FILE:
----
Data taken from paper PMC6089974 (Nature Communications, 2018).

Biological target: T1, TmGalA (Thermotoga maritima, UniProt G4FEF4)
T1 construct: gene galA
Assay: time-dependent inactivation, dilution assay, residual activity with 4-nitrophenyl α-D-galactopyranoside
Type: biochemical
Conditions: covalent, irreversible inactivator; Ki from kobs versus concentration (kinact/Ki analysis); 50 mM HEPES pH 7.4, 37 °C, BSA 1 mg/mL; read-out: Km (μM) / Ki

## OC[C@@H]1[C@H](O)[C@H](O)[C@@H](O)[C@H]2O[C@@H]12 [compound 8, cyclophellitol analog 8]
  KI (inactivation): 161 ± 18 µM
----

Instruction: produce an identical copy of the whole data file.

Data taken from paper PMC6089974 (Nature Communications, 2018).

Biological target: T1, TmGalA (Thermotoga maritima, UniProt G4FEF4)
T1 construct: gene galA
Assay: time-dependent inactivation, dilution assay, residual activity with 4-nitrophenyl α-D-galactopyranoside
Type: biochemical
Conditions: covalent, irreversible inactivator; Ki from kobs versus concentration (kinact/Ki analysis); 50 mM HEPES pH 7.4, 37 °C, BSA 1 mg/mL; read-out: Km (μM) / Ki

## OC[C@@H]1[C@H](O)[C@H](O)[C@@H](O)[C@H]2O[C@@H]12 [compound 8, cyclophellitol analog 8]
  KI (inactivation): 161 ± 18 µM